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Ask TTI: WWW (Wimbledon Ladies’ Final Edition)

As another wild and whacky fortnight of women’s tennis comes to a close, the TTI Staff sat around with strawberries and cream to summarize who would win the Venus Rosewater dish come Saturday. Will the World No. 1 capture a second “Serena Slam,” putting herself one away from the elusive Calendar Year box set? Or will the 21-year-old Rising Star rise once more, going from bridesmaid to bride?


Serena Williams was my pick when the draw came out, and she remains my pick for the title as the tournament reaches its conclusion. The American was one foot back in a plane across the pond when she played Heather Watson in the third round, but once the scare was out of her way she began finding some of her best tennis — see the fantastic quarterfinal against Victoria Azarenka as “Exhibit A:”

Garbiñe Muguruza’s tournament run has been equally outstanding, taking out Angelique Kerber, Caroline Wozniacki, Timea Bacsinszky and Agnieszka Radwanska — all of whom players who could have been traps for an aggressive baseliner like the Spaniard. This, however, is where her run comes to an end. Muguruza has given the 20-time Slam Champion trouble in the past, but I don’t see her causing the massive upset tomorrow. With Williams’ serve clicking, it’ll even out the nerves she might feel coming into the match and the Venezuelan-born youngster won’t be able to apply the same pressure as in previous rounds. I wouldn’t bet against a close set, but the top seed is going to win this one.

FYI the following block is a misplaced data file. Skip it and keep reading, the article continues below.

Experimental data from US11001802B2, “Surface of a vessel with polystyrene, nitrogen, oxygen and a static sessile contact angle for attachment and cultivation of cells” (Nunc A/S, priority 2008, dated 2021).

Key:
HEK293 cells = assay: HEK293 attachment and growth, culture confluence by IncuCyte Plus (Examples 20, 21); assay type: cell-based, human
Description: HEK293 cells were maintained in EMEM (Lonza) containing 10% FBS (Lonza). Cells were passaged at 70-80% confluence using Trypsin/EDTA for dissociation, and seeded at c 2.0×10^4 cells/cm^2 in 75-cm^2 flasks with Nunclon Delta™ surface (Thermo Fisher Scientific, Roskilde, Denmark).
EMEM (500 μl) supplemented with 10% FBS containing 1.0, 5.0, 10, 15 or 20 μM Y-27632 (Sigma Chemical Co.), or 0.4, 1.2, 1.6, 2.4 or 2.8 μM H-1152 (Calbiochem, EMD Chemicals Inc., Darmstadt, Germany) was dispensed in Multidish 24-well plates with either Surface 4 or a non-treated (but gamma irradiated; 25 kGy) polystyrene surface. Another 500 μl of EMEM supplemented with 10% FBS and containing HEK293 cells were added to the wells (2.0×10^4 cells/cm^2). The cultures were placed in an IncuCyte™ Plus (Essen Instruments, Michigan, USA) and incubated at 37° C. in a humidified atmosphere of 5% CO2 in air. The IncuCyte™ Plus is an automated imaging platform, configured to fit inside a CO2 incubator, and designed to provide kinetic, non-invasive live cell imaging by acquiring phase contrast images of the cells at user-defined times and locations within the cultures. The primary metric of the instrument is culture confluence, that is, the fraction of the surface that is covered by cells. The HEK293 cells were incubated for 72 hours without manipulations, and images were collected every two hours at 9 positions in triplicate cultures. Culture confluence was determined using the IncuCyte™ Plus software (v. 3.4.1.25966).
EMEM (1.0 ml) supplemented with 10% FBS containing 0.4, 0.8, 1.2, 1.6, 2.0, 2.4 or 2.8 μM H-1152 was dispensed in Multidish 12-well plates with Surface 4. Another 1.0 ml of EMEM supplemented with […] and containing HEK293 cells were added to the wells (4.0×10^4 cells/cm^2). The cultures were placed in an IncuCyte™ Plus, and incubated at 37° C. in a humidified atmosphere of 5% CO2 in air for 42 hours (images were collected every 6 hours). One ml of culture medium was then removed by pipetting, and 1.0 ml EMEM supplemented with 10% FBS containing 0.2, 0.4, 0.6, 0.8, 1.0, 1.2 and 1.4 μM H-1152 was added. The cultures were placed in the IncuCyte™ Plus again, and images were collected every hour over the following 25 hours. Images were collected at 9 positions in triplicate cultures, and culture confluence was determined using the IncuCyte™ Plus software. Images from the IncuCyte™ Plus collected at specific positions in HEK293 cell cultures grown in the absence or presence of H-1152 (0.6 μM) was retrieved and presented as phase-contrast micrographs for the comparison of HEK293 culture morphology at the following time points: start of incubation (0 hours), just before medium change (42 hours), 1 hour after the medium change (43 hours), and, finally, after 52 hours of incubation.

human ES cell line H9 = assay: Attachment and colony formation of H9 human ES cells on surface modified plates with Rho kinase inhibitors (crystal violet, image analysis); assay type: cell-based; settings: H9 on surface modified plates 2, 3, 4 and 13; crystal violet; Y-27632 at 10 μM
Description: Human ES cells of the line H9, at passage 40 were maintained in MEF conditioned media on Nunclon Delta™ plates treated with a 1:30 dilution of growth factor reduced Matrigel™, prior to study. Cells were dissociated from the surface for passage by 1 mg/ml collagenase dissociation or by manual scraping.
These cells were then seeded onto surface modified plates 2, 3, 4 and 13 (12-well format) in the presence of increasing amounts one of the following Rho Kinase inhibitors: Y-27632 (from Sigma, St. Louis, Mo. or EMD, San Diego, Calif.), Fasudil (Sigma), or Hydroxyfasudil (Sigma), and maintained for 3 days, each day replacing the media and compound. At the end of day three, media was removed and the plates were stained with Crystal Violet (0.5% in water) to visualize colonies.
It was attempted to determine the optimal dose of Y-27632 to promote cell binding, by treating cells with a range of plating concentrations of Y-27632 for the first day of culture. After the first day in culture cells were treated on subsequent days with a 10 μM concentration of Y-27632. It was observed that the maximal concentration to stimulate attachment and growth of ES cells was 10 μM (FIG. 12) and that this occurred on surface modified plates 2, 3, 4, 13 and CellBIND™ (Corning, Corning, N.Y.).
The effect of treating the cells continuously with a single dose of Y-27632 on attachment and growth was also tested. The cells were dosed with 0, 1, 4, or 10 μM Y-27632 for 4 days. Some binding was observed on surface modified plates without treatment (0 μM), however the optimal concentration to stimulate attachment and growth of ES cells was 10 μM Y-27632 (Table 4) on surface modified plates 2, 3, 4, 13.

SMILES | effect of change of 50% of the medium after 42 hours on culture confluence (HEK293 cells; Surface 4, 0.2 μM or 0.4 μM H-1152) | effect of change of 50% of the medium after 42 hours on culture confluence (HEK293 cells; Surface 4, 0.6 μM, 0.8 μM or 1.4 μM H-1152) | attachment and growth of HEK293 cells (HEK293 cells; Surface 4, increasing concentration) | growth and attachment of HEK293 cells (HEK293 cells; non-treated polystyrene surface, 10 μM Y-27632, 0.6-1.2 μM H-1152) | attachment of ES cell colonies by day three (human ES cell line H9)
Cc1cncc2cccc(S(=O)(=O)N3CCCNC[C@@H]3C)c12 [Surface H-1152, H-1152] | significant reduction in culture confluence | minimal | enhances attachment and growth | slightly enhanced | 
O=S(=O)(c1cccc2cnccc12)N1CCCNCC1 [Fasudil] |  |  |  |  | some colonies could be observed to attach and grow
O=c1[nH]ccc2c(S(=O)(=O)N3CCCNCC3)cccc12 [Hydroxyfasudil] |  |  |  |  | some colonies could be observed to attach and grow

Prediction: Williams in two sets


As impressive as Garbiñe Muguruza has been this fortnight, there’s almost nothing that could have prepared her for what she is about to come up against Saturday afternoon. Though she refuses to talk about it, it’s hard to believe that Williams isn’t super motivated to complete three-quarters of the Calendar Year Grand Slam, and a 21st overall title as she races towards history.

It won’t be said too much, but Muguruza does have a lot to lose (a major title, to be exact), but she will be able to swing freely and loosely knowing Williams has a lot more to lose than she does.

The Spaniard is takes the ball early and is a very flat hitter. She likes to be aggressive from the baseline and bully opponents around. Against the American, she needs to be able to dictate, but it won’t be easy. Williams’ ability to dominate rallies and push back against pace will make it that much more difficult for Muguruza to consistently execute her flatter, riskier shots.

Another big advantage Williams has over Muguruza comes off the serve. The World No. 1 has the greatest serve of all time; Muguruza’s delivery, by contrast, is nothing more than solid. The five-time Wimbledon champion will have a lot more looks in Muguruza’s service games than vice versa.

Prediction: Williams in two sets


It is often advised that a big hitter lacks movement, and the easiest way to beat that athletic archetype is to exploit his or her ostensibly weaker movement. But Serena Williams is, as always, the exception to the rule. The American is at her best on the run, making use of an opponent’s pace and direction to create the gut-busting winners we expect to see from the 20-time major champion.